One can only guess where the system error that forms the contemporary Russian “politics” appeared. It might have something to do with the current authoritarian regime in Russia. Such a system leaves no space for alternative opinions or objectivity. It dictates its own rules. Information is divided into “correct” and “incorrect”, or into such that the government wants or does not want to hear. It seems that currently Kremlin has reached a point, whereonly “correct” information reaches the earsof the ruling elite.
Aleksandr Sytin, a former expert of the main Russian analytical center – the Russian Institute for Strategic Studies (RISS), explains in his article, how Kremlin made decisions about Ukraine. He points out that the Russian government relied on the expert opinion, which is thoroughly faulty, because the Russian experts, to whom the Kremlin comes for opinion, are for a long time telling the government what it wants to hear. They support the stereotypes that the Kremlin lives by. For example, they convinced the government that the people of eastern Ukraine dream about unifying with Russia. This notion led to Kremlin’s venture in Donbass but eastern Ukraine appeared to be not as pro-Russian as they hoped it would be.
Kremlin was equally convinced that the Western world wasweak, lazy and thinking only in categories of realpolitik.The primary EU and US reaction to the Russian conquest of Crimea and events in eastern Ukraine only strengthened this notion. The reaction was indeed sluggish, but later on it became clear that economical pressure, chosen as the main tool by the West, cannot be ignored. However, Kremlin still believed that the West wasunable to act outside the linesof realpolitik, and tried to trade Ukraine for participation in the resolution of the Syrian conflict. The result of which wasa) The West declined Russia's clumsy“help” in Syria (However, after the Paris terrorist attacks France tried to convince other partners in the West’s coalition to accept Russia as an ally); b) The West made a clear distinction between the issues of Syria and Ukraine, i.e., no one is talking about a geopolitical exchange. It is obvious that Kremlin’s decisions are at odds with reality in this case as well.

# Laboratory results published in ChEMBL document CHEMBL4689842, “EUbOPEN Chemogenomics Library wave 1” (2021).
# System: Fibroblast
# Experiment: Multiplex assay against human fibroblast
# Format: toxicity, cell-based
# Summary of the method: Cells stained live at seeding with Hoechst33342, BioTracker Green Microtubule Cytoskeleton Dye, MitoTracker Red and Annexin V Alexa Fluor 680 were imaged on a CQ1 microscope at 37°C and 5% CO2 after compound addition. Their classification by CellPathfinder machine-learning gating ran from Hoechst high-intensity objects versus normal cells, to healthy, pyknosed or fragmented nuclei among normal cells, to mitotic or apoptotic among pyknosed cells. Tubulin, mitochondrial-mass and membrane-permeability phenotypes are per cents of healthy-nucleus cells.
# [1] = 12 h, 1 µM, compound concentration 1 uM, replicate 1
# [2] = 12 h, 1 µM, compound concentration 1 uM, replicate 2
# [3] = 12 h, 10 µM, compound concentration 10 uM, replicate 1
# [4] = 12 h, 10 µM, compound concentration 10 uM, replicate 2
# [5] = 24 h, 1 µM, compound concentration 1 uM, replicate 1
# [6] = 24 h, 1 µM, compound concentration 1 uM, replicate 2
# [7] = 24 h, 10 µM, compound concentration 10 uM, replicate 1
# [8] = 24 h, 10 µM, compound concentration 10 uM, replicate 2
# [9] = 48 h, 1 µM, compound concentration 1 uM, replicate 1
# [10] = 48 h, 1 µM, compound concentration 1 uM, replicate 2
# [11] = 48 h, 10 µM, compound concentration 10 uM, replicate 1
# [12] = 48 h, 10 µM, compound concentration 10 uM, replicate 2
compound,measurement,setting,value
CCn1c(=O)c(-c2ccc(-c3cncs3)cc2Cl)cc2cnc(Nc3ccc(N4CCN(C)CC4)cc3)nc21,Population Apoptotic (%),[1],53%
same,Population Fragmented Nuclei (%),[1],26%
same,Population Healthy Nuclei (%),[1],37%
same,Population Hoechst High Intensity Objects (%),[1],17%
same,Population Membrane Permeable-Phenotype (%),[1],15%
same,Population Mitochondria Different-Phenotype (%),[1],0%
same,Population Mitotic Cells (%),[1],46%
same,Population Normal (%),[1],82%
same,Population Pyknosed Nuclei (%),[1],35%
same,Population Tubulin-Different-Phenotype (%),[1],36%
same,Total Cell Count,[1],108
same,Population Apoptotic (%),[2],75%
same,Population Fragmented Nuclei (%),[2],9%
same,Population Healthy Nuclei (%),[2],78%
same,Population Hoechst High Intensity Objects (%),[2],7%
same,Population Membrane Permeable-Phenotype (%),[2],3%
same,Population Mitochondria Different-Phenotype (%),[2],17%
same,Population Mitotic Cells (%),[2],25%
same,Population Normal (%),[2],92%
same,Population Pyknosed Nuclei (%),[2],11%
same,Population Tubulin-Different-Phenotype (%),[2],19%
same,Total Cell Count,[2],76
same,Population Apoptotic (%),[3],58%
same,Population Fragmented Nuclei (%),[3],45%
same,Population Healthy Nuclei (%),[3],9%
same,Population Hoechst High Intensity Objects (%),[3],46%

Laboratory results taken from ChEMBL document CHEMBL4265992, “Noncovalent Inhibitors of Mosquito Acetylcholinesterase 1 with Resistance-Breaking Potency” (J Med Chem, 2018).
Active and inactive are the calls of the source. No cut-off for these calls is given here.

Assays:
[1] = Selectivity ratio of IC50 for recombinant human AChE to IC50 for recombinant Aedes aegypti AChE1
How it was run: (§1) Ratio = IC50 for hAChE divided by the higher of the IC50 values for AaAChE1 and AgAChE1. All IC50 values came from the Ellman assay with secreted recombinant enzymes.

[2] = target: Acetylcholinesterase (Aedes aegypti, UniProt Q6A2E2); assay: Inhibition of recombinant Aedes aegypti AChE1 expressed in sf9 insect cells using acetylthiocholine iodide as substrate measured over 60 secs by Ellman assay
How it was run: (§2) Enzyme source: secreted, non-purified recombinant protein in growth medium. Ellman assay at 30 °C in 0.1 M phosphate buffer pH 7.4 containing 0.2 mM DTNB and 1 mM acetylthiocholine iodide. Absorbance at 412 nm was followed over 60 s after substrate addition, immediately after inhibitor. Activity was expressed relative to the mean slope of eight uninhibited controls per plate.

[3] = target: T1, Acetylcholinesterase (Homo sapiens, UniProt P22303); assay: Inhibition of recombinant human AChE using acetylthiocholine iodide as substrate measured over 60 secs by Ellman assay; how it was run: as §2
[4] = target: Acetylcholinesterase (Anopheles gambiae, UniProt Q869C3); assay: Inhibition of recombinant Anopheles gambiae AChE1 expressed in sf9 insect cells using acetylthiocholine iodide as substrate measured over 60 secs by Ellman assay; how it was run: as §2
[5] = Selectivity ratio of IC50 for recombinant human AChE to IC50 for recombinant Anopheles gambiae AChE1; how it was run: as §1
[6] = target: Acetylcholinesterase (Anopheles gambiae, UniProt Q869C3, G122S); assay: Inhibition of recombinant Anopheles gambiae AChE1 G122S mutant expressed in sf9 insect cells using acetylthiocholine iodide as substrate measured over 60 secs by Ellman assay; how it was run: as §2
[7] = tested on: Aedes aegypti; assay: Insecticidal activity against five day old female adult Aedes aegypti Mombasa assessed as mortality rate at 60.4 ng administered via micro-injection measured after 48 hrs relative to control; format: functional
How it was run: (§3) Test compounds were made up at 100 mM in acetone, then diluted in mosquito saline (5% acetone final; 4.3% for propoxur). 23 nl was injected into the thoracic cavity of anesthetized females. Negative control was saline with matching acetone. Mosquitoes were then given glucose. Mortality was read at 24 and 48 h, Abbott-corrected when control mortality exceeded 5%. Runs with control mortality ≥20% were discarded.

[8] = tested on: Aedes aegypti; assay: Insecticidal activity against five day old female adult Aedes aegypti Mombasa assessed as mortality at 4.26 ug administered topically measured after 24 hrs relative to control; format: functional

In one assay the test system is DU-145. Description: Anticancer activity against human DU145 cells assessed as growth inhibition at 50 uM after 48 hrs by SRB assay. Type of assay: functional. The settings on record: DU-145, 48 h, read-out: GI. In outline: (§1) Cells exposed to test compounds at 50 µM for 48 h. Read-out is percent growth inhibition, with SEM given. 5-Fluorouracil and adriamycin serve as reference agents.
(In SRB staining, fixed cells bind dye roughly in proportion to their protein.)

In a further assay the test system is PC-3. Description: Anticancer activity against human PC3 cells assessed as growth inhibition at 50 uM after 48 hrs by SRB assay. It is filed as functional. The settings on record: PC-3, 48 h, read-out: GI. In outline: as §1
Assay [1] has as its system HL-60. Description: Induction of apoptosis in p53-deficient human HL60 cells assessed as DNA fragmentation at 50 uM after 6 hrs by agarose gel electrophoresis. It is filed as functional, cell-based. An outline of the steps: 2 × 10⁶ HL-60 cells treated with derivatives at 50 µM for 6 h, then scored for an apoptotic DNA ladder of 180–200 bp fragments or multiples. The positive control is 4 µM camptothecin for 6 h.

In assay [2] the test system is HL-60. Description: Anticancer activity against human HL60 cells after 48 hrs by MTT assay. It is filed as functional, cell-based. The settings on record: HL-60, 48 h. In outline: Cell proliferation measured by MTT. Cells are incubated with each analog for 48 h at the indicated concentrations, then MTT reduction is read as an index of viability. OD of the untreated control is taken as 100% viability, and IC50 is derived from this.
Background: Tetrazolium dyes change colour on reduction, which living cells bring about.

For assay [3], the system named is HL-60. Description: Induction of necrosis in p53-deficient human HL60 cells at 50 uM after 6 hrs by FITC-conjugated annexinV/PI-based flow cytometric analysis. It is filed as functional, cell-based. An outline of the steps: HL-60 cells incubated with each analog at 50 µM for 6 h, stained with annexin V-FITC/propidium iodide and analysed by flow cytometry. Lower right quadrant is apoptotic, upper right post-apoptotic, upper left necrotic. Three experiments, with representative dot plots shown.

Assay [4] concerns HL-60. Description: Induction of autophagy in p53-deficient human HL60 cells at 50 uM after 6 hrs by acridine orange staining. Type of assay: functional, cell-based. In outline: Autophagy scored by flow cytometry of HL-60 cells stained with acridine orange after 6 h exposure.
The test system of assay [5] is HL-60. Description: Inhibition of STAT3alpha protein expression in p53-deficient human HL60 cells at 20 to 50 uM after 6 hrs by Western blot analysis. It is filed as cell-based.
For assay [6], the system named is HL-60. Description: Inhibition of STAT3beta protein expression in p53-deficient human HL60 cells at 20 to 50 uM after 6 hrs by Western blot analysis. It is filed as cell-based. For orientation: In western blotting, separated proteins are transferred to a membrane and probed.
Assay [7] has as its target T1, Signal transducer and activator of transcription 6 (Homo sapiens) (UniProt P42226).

There are no signs of Kremlin regaining an adequate understanding of reality. It is impossible with the current system. Thus, in the not-too-distant future we will probably seemore than one decision at odds with reality orbasic logic. Such decisions are first of all disastrous for Russia but their consequences might have an impact on Russia’s closest neighbors, and maybe not just them.
The situation is quite serious, because the current Russian government that itself believes and has convinced the majority of its population that it is “surrounded by enemies” resembles a turtle hidingin its shell when being attacked. However, this abstract turtle might be very fast and aggressive.
The consequences of living in a “virtual reality” and making faulty decisions threaten the current Russian government. However, the regime has chosen a strategy of blaming everything on mythical enemies (the West) and preparing to preserve the power by force (Recently the Russian Parliament amended the law in such a way that permits Federal Security Service forces to open fire during mass protests, even if there are women, children and disabled people in the crowd). This is the “objective Kremlin reality”, according to which the government rules over the country, and from which even Russia itself has no way out. This is the tragedy of modern Russia.